Amherst is situated on the northern side of the Great Dividing Range at an altitude of 280m giving the area a continental climate of warm days and cool nights. It is considered a cool temperate climate with a mean January temperature of 20.80C.
There are 4 hectares under vine consisting of Shiraz, Cabernet Sauvignon and Chardonnay. The vineyard is on old alluvial goldfields dating back to the 1850s, and diggings can still be seen around the property in the quartz rich soil. The gold mining activity over the last 150 years has turned over the top soil many times creating an unforgiving landscape that is perfect for growing premium wine grapes. The vines need to work hard to produce small berries which have thick skins that give the reds deep, rich colour, fine tannins and concentrated flavours and aromas.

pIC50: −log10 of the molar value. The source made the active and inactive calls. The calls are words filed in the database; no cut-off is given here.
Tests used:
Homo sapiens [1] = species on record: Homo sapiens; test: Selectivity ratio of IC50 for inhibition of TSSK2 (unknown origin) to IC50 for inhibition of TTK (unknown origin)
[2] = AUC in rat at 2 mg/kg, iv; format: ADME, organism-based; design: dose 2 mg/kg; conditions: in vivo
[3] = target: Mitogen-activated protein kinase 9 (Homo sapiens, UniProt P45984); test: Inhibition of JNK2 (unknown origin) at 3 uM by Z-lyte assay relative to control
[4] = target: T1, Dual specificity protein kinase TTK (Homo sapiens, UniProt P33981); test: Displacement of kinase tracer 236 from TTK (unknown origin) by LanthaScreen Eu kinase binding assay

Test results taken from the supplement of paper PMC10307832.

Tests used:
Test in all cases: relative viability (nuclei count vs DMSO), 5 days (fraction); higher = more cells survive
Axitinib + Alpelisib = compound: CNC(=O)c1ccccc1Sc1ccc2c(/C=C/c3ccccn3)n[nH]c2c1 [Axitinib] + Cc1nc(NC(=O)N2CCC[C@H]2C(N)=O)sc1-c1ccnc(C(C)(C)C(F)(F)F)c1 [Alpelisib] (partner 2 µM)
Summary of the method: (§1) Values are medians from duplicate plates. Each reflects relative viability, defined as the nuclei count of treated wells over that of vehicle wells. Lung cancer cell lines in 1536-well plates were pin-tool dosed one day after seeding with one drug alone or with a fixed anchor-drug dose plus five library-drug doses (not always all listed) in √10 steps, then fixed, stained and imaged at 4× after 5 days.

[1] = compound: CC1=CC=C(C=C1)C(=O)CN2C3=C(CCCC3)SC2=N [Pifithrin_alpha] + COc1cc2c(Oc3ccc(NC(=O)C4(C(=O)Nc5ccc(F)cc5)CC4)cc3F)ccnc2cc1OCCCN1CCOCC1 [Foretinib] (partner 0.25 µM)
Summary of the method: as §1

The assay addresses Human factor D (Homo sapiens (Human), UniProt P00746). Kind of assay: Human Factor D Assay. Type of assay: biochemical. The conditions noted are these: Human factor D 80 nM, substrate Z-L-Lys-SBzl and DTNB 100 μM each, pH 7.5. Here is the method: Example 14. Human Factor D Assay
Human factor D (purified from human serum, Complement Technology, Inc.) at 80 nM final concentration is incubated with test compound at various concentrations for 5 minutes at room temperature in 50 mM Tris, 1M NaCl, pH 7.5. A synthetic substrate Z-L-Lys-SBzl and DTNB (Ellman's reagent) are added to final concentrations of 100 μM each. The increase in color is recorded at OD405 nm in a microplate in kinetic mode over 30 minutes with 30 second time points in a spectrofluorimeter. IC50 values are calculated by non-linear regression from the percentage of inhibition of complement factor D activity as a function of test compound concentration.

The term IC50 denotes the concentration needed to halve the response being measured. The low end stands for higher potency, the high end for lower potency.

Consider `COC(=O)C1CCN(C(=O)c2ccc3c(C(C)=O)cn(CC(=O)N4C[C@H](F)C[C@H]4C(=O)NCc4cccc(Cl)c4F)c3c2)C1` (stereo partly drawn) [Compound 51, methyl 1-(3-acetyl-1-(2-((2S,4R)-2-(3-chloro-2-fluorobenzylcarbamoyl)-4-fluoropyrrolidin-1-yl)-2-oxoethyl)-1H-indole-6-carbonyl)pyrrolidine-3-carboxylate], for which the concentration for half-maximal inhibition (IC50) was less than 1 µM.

Hand pruning, hand-picking, minimal irrigation and summer pruning to remove any imperfect or unripe bunches result in a yield of about 2-3 tonnes per hectare. This ensures that only the finest grapes actually make it into the bottle. Picking usually occurs in mid to late March allowing for a long ripening period that lets the grapes develop to create wines with length, complexity, balance and structure.